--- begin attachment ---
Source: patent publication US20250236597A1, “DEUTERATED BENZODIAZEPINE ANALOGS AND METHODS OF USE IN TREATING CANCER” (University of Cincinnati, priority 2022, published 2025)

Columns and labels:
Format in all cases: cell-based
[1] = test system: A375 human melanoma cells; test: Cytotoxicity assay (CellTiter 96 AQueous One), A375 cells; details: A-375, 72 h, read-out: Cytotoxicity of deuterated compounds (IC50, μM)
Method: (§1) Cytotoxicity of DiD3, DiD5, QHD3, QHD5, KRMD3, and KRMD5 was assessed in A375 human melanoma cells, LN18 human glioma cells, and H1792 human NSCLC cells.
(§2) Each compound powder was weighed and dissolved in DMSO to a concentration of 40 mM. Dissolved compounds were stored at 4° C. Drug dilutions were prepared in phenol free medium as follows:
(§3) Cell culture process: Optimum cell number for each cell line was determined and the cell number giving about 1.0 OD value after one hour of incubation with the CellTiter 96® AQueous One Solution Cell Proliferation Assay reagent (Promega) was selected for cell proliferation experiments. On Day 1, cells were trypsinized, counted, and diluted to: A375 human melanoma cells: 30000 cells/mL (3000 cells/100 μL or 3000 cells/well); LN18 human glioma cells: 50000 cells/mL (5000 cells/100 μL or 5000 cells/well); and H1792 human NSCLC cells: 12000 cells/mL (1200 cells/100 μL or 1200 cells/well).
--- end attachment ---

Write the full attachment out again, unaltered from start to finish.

Source: patent publication US20250236597A1, “DEUTERATED BENZODIAZEPINE ANALOGS AND METHODS OF USE IN TREATING CANCER” (University of Cincinnati, priority 2022, published 2025)

Columns and labels:
Format in all cases: cell-based
[1] = test system: A375 human melanoma cells; test: Cytotoxicity assay (CellTiter 96 AQueous One), A375 cells; details: A-375, 72 h, read-out: Cytotoxicity of deuterated compounds (IC50, μM)
Method: (§1) Cytotoxicity of DiD3, DiD5, QHD3, QHD5, KRMD3, and KRMD5 was assessed in A375 human melanoma cells, LN18 human glioma cells, and H1792 human NSCLC cells.
(§2) Each compound powder was weighed and dissolved in DMSO to a concentration of 40 mM. Dissolved compounds were stored at 4° C. Drug dilutions were prepared in phenol free medium as follows:
(§3) Cell culture process: Optimum cell number for each cell line was determined and the cell number giving about 1.0 OD value after one hour of incubation with the CellTiter 96® AQueous One Solution Cell Proliferation Assay reagent (Promega) was selected for cell proliferation experiments. On Day 1, cells were trypsinized, counted, and diluted to: A375 human melanoma cells: 30000 cells/mL (3000 cells/100 μL or 3000 cells/well); LN18 human glioma cells: 50000 cells/mL (5000 cells/100 μL or 5000 cells/well); and H1792 human NSCLC cells: 12000 cells/mL (1200 cells/100 μL or 1200 cells/well).